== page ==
A robust method of identifying moving or changing objects in a video sequence groups each pixel with other adjacent pixels according to either motion or intensity values. Pixels are then repeatedly regrouped into clusters in a hierarchical manner. As these clusters are regrouped, the motion pattern is refined, until the full pattern is reached.
These methods for motion-based segmentation may be used in a multitude of applications that need to correctly identify meaningful regions in image sequences and compute their motion. Such applications include:
- Surveillance and homeland security - detecting changes, activities, objects.
- Medical Imaging - imaging of dynamic tissues.
- Quality control in manufacturing, and more.
Researchers at the Weizmann Institute of Science have developed a multiscale, motion-based segmentation method which, unlike previous methods, uses the inherent multiple scales of information in images. The method begins by measuring local optical flow at every picture elements (pixels). Then, using algebraic multigrid (AMG) techniques, it assembles together adjacent pixels which are similar in either their motion or intensity values into small aggregates - each pixel being allowed to belong to different aggregates with different weights. These aggregates in turn are assembled into larger aggregates, then still larger, etc., yielding eventually full segments.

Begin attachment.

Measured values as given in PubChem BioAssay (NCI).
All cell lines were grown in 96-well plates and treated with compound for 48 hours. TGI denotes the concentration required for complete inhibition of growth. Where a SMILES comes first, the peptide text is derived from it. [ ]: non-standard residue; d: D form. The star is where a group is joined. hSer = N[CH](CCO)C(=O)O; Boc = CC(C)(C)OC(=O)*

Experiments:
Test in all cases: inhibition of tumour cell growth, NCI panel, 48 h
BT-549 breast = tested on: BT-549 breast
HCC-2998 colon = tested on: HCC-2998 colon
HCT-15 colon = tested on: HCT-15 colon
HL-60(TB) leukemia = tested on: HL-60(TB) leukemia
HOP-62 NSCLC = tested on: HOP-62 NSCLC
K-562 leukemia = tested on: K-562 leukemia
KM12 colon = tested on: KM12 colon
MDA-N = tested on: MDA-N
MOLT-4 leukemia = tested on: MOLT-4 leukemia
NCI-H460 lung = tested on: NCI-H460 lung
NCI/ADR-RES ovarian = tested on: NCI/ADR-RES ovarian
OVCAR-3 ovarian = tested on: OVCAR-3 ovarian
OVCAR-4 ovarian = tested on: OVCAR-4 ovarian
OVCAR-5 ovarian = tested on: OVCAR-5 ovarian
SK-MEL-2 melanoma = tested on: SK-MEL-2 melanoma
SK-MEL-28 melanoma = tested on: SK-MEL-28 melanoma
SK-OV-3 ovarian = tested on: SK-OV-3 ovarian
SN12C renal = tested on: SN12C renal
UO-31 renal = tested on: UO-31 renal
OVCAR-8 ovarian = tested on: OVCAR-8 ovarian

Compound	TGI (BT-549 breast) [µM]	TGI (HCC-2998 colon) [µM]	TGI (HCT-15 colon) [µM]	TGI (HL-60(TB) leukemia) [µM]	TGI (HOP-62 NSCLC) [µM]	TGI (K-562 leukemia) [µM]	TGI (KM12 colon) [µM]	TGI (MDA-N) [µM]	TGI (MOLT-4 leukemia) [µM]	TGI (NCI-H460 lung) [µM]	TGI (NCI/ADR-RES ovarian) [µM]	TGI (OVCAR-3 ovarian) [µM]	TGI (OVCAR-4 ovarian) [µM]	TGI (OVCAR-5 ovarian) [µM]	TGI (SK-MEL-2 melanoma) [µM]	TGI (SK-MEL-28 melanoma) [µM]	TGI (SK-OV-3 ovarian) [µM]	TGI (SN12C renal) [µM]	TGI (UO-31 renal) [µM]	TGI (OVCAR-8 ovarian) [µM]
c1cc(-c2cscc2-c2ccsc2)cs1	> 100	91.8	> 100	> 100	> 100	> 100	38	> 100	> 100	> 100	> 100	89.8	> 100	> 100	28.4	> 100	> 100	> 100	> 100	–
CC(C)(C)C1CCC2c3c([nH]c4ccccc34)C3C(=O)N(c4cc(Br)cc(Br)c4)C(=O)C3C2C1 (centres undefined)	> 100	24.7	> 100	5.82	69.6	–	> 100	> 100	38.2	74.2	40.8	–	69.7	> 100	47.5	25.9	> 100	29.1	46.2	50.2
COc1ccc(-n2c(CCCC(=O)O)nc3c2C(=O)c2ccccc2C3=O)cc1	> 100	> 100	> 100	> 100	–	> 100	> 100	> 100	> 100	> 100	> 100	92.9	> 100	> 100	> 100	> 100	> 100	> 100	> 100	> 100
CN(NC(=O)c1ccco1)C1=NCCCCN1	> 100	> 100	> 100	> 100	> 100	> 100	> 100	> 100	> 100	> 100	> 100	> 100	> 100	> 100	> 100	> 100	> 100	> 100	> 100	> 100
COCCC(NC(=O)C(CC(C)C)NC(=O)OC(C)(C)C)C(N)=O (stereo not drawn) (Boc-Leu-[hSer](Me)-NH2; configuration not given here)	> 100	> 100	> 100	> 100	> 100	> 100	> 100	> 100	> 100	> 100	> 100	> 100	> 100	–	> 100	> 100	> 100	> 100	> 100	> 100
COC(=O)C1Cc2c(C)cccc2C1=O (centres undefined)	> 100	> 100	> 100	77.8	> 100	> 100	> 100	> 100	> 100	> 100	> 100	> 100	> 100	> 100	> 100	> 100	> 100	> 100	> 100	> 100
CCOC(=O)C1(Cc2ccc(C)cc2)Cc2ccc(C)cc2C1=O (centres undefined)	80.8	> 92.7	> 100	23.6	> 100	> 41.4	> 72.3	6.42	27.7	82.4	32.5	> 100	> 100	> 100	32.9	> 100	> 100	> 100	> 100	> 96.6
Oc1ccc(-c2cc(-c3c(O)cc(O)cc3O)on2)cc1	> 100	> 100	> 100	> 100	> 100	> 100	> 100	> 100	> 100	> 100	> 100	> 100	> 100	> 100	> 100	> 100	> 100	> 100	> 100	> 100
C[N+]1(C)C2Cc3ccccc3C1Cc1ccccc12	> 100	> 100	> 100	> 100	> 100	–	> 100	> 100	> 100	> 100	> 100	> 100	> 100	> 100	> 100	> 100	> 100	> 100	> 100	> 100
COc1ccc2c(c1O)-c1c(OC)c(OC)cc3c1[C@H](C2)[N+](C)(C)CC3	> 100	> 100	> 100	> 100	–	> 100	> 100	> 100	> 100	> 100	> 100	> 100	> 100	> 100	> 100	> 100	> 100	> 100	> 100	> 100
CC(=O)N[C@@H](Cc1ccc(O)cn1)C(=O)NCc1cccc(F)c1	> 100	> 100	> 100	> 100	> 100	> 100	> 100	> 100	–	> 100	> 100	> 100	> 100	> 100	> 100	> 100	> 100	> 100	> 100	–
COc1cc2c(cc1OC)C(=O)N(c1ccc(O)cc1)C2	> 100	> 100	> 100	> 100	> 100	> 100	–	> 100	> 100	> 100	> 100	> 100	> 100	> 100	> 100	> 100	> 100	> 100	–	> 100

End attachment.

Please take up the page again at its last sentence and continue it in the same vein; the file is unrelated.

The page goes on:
As the aggregation process proceeds, the estimation of the motion of each aggregate is refined and ambiguities are resolved. In addition, an adaptive motion model is used to describe the motion of an aggregate, depending on the amount of flow information that is available within each aggregate. In particular, a translation model is used to describe the motion of pixels and small aggregates, switch to an affine model to describe the motion of intermediate sized aggregates, and finally turn to a perspective model to describe aggregates at the coarsest levels of scale. In addition to this, methods for identifying correspondences between aggregates in different images are also being developed. These methods are suitable for image sequences separated by fairly large motion.